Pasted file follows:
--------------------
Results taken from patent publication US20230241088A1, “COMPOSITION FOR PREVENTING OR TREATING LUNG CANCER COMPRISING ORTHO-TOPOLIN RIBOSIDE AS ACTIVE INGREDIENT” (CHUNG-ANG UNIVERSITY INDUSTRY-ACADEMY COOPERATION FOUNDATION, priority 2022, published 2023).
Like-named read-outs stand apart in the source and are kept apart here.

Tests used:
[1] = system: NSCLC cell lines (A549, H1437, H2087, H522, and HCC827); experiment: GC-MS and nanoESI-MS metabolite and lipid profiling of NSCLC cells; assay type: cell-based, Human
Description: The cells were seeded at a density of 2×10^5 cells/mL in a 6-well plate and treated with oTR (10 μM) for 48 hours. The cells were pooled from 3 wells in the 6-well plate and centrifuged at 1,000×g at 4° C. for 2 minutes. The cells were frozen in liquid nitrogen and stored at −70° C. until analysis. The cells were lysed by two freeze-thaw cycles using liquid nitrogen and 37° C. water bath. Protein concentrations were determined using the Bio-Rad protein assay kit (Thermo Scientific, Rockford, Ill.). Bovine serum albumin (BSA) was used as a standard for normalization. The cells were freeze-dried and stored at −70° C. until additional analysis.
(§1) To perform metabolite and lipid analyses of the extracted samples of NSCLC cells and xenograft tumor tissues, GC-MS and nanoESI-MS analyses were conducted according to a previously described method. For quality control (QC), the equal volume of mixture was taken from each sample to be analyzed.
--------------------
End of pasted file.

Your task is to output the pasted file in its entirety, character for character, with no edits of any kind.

Results taken from patent publication US20230241088A1, “COMPOSITION FOR PREVENTING OR TREATING LUNG CANCER COMPRISING ORTHO-TOPOLIN RIBOSIDE AS ACTIVE INGREDIENT” (CHUNG-ANG UNIVERSITY INDUSTRY-ACADEMY COOPERATION FOUNDATION, priority 2022, published 2023).
Like-named read-outs stand apart in the source and are kept apart here.

Tests used:
[1] = system: NSCLC cell lines (A549, H1437, H2087, H522, and HCC827); experiment: GC-MS and nanoESI-MS metabolite and lipid profiling of NSCLC cells; assay type: cell-based, Human
Description: The cells were seeded at a density of 2×10^5 cells/mL in a 6-well plate and treated with oTR (10 μM) for 48 hours. The cells were pooled from 3 wells in the 6-well plate and centrifuged at 1,000×g at 4° C. for 2 minutes. The cells were frozen in liquid nitrogen and stored at −70° C. until analysis. The cells were lysed by two freeze-thaw cycles using liquid nitrogen and 37° C. water bath. Protein concentrations were determined using the Bio-Rad protein assay kit (Thermo Scientific, Rockford, Ill.). Bovine serum albumin (BSA) was used as a standard for normalization. The cells were freeze-dried and stored at −70° C. until additional analysis.
(§1) To perform metabolite and lipid analyses of the extracted samples of NSCLC cells and xenograft tumor tissues, GC-MS and nanoESI-MS analyses were conducted according to a previously described method. For quality control (QC), the equal volume of mixture was taken from each sample to be analyzed.